The lie at the heart of ObamaCare

Megan McArdle argues persuasively in the Atlantic that lacking health insurance does not increase  mortality rate and the numbers thrown about to suggest otherwise are poppycock:

The possibility that no one risks death by going without health insurance may be startling, but some research supports it. Richard Kronick of the University of California at San Diego's Department of Family and Preventive Medicine, an adviser to the Clinton administration, recently published the results of what may be the largest and most comprehensive analysis yet done of the effect of insurance on mortality. He used a sample of more than 600,000, and controlled not only for the standard factors, but for how long the subjects went without insurance, whether their disease was particularly amenable to early intervention, and even whether they lived in a mobile home. In test after test, he found no significantly elevated risk of death among the uninsured.

This result is not, perhaps, as shocking as it seems. Health care heals, but it also kills. Someone who lacked insurance over the past few decades might have missed taking their Lipitor, but also their Vioxx or Fen-Phen. According to one estimate, 80,000 people a year are killed just by "nosocomial infections"-infections that arise as a result of medical treatment. The only truly experimental study on health insurance, a randomized study of almost 4,000 subjects done by Rand and concluded in 1982, found that increasing the generosity of people's health insurance caused them to use more health care, but made almost no difference in their health status.

If gaining insurance has a large effect on people's health, we should see outcomes improve dramatically between one's early and late 60s. Yet like the Kronick and Rand studies, analyses of the effect of Medicare, which becomes available to virtually everyone in America at the age of 65, show little benefit. In a recent review of the literature, Helen Levy of the University of Michigan and David Meltzer of the University of Chicago noted that the latest studies of this question "paint a surprisingly consistent picture: Medicare increases consumption of medical care and may modestly improve self-reported health but has no effect on mortality, at least in the short run."

She adds that we should have recognized this before accepting the dubious claims of outfits like the Urban Institute when we launched the effort to reshape so much of our economy.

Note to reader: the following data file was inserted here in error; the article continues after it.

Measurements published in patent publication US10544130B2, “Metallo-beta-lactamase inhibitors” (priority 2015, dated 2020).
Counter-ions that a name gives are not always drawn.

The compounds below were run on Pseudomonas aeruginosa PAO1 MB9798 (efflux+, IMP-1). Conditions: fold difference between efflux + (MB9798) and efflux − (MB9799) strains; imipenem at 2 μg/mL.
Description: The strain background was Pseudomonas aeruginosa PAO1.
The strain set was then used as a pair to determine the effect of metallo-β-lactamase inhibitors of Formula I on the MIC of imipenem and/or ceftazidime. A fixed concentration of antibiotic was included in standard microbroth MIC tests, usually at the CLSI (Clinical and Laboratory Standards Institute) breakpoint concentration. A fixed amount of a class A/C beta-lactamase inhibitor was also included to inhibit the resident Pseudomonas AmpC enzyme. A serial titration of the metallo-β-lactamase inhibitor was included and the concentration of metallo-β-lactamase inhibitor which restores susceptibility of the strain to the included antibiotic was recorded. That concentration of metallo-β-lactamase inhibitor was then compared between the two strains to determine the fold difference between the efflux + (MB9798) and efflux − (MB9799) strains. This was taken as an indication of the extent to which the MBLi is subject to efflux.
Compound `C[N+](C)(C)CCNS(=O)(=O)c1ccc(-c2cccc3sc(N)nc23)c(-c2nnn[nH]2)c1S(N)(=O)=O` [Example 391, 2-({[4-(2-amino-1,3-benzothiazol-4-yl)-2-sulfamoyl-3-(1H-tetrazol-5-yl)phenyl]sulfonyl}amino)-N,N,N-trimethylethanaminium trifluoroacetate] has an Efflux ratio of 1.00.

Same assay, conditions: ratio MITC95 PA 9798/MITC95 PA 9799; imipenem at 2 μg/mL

Megan McArdle argues persuasively in the Atlantic that lacking health insurance does not increase  mortality rate and the numbers thrown about to suggest otherwise are poppycock:

The possibility that no one risks death by going without health insurance may be startling, but some research supports it. Richard Kronick of the University of California at San Diego's Department of Family and Preventive Medicine, an adviser to the Clinton administration, recently published the results of what may be the largest and most comprehensive analysis yet done of the effect of insurance on mortality. He used a sample of more than 600,000, and controlled not only for the standard factors, but for how long the subjects went without insurance, whether their disease was particularly amenable to early intervention, and even whether they lived in a mobile home. In test after test, he found no significantly elevated risk of death among the uninsured.

This result is not, perhaps, as shocking as it seems. Health care heals, but it also kills. Someone who lacked insurance over the past few decades might have missed taking their Lipitor, but also their Vioxx or Fen-Phen. According to one estimate, 80,000 people a year are killed just by "nosocomial infections"-infections that arise as a result of medical treatment. The only truly experimental study on health insurance, a randomized study of almost 4,000 subjects done by Rand and concluded in 1982, found that increasing the generosity of people's health insurance caused them to use more health care, but made almost no difference in their health status.

If gaining insurance has a large effect on people's health, we should see outcomes improve dramatically between one's early and late 60s. Yet like the Kronick and Rand studies, analyses of the effect of Medicare, which becomes available to virtually everyone in America at the age of 65, show little benefit. In a recent review of the literature, Helen Levy of the University of Michigan and David Meltzer of the University of Chicago noted that the latest studies of this question "paint a surprisingly consistent picture: Medicare increases consumption of medical care and may modestly improve self-reported health but has no effect on mortality, at least in the short run."

She adds that we should have recognized this before accepting the dubious claims of outfits like the Urban Institute when we launched the effort to reshape so much of our economy.

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